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University signs research collaboration with Artios to develop novel cancer treatments

Research group at Muni will undertake a focussed research and development programme on a number of promising nuclease targets.

Lumír Krejčí and Kamil Paruch.

Masaryk University has signed a research collaboration and option agreement with Artios Pharma Ltd., a leading DNA Damage Response (DDR) company developing innovative new treatments for cancer, for the development of novel cancer treatments targeting DNA nucleases involved in the DDR.

DNA nucleases are key enzymes responsible for processing strands of DNA following damage. Present in all cell types, nucleases are some of the first enzyme mediators recruited to the site of DNA damage in cells and play crucial roles in various DNA repair pathways ensuring stability of the genome. Artios believes that nuclease inhibitors could have broad potential as selective treatments for a range of cancers, particularly in tumours that have defects in their DNA repair processes and are reliant on their remaining nuclease-dependent DDR pathways.

The opportunity may also exist to use nuclease inhibitors in combination with other cancer therapies, including standard of care treatments such as ionizing radiation, and potentially together with emerging therapies such as immuno-oncology treatments.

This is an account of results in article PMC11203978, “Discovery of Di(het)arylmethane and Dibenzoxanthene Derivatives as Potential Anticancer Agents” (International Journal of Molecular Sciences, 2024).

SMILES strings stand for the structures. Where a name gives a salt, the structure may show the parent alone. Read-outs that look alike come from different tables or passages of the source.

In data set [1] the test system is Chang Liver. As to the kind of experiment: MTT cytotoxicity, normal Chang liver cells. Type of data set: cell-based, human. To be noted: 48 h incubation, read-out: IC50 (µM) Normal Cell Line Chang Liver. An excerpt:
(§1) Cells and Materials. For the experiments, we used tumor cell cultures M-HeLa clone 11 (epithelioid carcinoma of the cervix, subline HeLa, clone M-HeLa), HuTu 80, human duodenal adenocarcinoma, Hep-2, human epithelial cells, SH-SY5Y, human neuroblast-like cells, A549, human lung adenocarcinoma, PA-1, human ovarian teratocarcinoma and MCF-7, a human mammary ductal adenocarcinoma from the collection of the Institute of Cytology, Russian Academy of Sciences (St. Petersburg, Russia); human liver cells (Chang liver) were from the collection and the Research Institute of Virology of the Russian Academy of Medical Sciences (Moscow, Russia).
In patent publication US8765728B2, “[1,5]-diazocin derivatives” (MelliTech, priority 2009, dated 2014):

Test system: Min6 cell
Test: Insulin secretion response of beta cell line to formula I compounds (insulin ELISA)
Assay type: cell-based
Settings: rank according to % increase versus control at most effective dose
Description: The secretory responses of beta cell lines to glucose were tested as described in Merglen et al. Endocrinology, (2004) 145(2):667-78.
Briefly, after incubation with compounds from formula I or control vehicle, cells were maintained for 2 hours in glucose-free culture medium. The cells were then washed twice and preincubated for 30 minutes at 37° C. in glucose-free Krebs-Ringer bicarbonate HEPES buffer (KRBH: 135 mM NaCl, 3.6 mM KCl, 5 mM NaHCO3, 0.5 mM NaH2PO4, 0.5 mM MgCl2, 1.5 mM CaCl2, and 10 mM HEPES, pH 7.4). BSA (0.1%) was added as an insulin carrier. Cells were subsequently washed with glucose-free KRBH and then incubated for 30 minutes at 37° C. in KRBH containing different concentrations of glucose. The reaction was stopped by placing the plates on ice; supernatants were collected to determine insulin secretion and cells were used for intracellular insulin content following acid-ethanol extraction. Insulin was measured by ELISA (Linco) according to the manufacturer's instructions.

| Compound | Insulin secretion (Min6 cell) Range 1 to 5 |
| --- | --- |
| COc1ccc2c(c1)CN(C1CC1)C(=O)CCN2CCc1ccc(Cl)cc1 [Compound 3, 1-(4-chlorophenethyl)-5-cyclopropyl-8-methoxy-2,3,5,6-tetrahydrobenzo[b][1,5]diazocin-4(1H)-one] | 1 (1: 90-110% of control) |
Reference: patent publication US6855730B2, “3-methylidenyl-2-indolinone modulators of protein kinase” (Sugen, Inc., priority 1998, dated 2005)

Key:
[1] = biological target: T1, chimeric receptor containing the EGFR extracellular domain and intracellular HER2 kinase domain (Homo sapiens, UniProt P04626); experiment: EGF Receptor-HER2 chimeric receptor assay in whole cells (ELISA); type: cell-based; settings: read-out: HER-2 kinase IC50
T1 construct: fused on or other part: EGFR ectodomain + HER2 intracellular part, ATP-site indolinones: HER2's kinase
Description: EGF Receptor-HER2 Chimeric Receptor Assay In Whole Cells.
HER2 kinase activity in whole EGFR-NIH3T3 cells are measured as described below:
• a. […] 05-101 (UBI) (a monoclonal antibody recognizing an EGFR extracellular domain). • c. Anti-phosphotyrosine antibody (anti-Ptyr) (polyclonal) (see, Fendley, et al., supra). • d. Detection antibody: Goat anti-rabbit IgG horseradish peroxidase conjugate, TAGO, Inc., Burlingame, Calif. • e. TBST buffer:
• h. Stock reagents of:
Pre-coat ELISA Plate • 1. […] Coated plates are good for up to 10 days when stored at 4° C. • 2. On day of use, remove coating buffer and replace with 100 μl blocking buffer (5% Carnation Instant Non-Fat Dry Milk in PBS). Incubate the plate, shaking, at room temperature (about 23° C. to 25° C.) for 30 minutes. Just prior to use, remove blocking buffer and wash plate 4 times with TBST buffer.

The research at MU is being led by Lumír Krejčí and Kamil Paruch, both of whom have considerable scientific expertise in the field of DDR, particularly with regards to the role of nucleases in DNA double strand break repair and other DNA repair pathways, as well as valuable industry experience in medicinal chemistry and drug development of nuclease targets. „We believe nucleases have the potential to provide a new wave of innovative DDR-based cancer therapies,” said Krejčí.

Under the terms of the agreement, Artios will fund and collaborate with the research group at MU to undertake a focussed research and development programme on a number of promising nuclease targets. The agreement, which runs initially for two years and can be extended for up to a further two years, provides Artios with the opportunity to in-license one or more nuclease programmes for further development and commercialisation.